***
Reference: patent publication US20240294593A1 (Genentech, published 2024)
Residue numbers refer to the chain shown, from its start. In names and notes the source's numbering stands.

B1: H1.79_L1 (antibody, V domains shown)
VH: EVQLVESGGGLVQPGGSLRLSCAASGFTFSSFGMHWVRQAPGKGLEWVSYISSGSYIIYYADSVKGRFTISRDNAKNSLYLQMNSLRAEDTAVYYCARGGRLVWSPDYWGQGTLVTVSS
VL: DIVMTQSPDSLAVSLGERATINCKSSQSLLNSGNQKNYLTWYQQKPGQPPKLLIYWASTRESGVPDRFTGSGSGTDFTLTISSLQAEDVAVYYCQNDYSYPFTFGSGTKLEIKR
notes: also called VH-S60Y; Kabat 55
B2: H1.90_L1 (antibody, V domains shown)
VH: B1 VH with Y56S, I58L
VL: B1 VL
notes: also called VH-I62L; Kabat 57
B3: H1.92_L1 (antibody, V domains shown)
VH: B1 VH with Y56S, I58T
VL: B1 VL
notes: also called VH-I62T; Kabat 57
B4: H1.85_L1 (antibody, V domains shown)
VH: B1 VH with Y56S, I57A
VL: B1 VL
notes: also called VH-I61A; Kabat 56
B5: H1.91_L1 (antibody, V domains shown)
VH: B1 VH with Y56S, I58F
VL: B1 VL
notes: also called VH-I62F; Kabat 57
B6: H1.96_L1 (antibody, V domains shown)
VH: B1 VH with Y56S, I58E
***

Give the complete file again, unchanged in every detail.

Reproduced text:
Reference: patent publication US20240294593A1 (Genentech, published 2024)
Residue numbers refer to the chain shown, from its start. In names and notes the source's numbering stands.

B1: H1.79_L1 (antibody, V domains shown)
VH: EVQLVESGGGLVQPGGSLRLSCAASGFTFSSFGMHWVRQAPGKGLEWVSYISSGSYIIYYADSVKGRFTISRDNAKNSLYLQMNSLRAEDTAVYYCARGGRLVWSPDYWGQGTLVTVSS
VL: DIVMTQSPDSLAVSLGERATINCKSSQSLLNSGNQKNYLTWYQQKPGQPPKLLIYWASTRESGVPDRFTGSGSGTDFTLTISSLQAEDVAVYYCQNDYSYPFTFGSGTKLEIKR
notes: also called VH-S60Y; Kabat 55
B2: H1.90_L1 (antibody, V domains shown)
VH: B1 VH with Y56S, I58L
VL: B1 VL
notes: also called VH-I62L; Kabat 57
B3: H1.92_L1 (antibody, V domains shown)
VH: B1 VH with Y56S, I58T
VL: B1 VL
notes: also called VH-I62T; Kabat 57
B4: H1.85_L1 (antibody, V domains shown)
VH: B1 VH with Y56S, I57A
VL: B1 VL
notes: also called VH-I61A; Kabat 56
B5: H1.91_L1 (antibody, V domains shown)
VH: B1 VH with Y56S, I58F
VL: B1 VL
notes: also called VH-I62F; Kabat 57
B6: H1.96_L1 (antibody, V domains shown)
VH: B1 VH with Y56S, I58E